Generating Data

This is done using the generate method of the GenerateDataclass. You can see the method signature here.

public
void generate(final int count, final int inputCount,
final int idealCount, final double min, final double max) {

The count parameter tells the neural network how many training set elements should be created. Each training set element is a pair of arrays. The inputCount parameter specifies how big the input array should be. The idealCount parameter specifies how big the output array should be. These two arrays are allocated.

this.input = new double[count][inputCount];
this.ideal = new double[count][idealCount];

We will now loop over the specified count and generate random training data. Random training data is fine. The neural network will never actually learn to predict random numbers. This is impossible. It will never get a good error rate. The error rate is the degree to which the actual output from the neural network is matching the ideal output provided. We are not measuring how much a framework is able to decrease the error by. We will do that later. For now, we just want to see how long it takes each of the frameworks to execute 50 iterations. Neural networks are trained using iterations, each iteration attempts to reduce the error rate. Normally, you would use far more than 50 iterations, however, this is enough to see the relative speed of the networks.

for(int i = 0; i < count; i++) {

Next we generate the random input and ideal data.

for(int j = 0; j < inputCount; j++) {
input[i][j] = randomRange(min,max);
}

for(int j = 0; j < idealCount; j++) {
ideal[i][j] = randomRange(min, max);
}

The benchmark is prepared with the following code. We create the random training data to the arrays and prepare the benchmark.

public static void time(String title, Benchmarkable run)
{
  GenerateData data = new GenerateData();
  data.generate(10000, Benchmark.INPUT_COUNT, Benchmark.OUTPUT_COUNT, -1, 1);
  double[][] input = data.getInput();
  double[][] ideal = data.getIdeal();
  run.prepareBenchmark(input, ideal);
  
  long started = System.currentTimeMillis();
  run.benchmark(50);
  long finish = System.currentTimeMillis();
  long elapsed = finish-started;
  double e2 = elapsed/1000.0;
  NumberFormat f = NumberFormat.getNumberInstance();
  f.setMinimumFractionDigits(4);
  f.setMaximumFractionDigits(4);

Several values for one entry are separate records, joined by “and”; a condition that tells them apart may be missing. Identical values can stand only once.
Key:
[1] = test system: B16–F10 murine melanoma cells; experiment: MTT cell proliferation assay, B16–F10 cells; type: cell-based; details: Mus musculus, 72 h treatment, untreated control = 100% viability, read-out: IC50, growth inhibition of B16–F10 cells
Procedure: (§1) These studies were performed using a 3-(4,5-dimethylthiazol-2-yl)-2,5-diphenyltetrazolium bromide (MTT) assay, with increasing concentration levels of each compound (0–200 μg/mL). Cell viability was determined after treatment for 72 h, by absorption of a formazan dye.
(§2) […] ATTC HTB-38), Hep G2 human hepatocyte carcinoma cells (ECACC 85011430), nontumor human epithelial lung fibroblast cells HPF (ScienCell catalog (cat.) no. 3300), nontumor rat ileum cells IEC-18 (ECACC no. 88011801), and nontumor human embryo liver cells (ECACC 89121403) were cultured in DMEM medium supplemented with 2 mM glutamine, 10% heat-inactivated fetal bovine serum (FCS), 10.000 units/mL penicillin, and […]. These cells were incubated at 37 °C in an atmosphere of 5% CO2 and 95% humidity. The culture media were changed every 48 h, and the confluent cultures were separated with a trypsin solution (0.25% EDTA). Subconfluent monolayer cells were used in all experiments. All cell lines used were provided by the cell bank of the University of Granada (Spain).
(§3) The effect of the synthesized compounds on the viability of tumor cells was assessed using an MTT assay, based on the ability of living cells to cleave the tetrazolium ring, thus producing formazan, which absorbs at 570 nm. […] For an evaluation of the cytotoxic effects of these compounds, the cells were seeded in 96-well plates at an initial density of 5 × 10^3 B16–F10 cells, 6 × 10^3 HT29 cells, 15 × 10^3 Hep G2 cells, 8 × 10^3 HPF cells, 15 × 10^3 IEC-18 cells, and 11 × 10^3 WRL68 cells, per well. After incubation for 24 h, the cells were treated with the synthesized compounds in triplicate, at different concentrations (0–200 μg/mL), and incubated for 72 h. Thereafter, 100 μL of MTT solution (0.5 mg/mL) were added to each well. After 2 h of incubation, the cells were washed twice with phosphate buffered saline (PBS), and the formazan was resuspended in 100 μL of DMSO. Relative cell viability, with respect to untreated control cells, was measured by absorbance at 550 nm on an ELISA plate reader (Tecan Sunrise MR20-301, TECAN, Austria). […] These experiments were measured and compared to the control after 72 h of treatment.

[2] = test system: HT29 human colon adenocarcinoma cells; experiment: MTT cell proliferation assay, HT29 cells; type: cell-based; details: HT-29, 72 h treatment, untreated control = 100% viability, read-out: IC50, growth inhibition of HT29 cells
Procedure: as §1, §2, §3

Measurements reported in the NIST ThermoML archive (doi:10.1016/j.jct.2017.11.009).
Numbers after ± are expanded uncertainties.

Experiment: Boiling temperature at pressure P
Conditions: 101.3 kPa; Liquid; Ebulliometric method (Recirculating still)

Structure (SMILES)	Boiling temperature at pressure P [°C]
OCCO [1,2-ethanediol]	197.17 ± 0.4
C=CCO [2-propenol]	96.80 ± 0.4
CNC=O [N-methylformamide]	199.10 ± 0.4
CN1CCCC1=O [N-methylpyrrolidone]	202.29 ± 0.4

System.out.println(f.format(e2) + " seconds for " + title );
}

We then use the Stopwatch class to actually perform the benchmark.

The benchmarking goes through and times each network as it loops through iterations. If you would like to see how to program each of the three neural net types, you should see my last article which covers that.

Conclusion

As you can see from my two articles, the clear winner is Encog. It provides a clean and easy to use API and stunning performance. The performance of Encog currently cannot be matched.

Neuroph is an interesting project that has a very helpful following on Sourceforge. I think Neuroph has a great deal of potential, but it is just not as advanced of a project as Encog. One of the goals of Neuroph is ease of use. Looking at the internals of their code, they are correct. I can follow the internal code of Neuroph much easier than Encog. If you are going to be working inside the framework, this might be important. However, using the framework’s API I really do not see much difference in complexity between Encog and Neuroph. This is illustrated in my previous article.  

JOONE is technically faster than Neuroph. However if you use automatic backpropagation in Neuroph, the speed increase of JOONE really no longer matters as much. They become approximately the same net speed. Due to the lack of support of JOONE and the complexity of their interface, I really cannot recommend JOONE.

License

This article, along with any associated source code and files, is licensed under The GNU Lesser General Public License (LGPLv3)

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About the Author

taheretaheri
Other Rutgers University
United States United States
Hello, I am a student at Rutgers University. I am in computer science and am learning about machine learning and AI.

Comments and Discussions

 
QuestionWhat about small refresh? Pinmembersteuer.j16-Feb-14 6:31 
QuestionThank you for your comparision PinmemberThomas Haller4-Feb-14 6:33 
Questionquestion a bout best java base neural network simulator for RBF network PinmemberMember 103757375-Nov-13 5:41 
GeneralMy vote of 5 PinmemberY Sujan10-Oct-12 5:48 
QuestionNew Java Neural Network Pinmemberlehwark27-Feb-12 23:39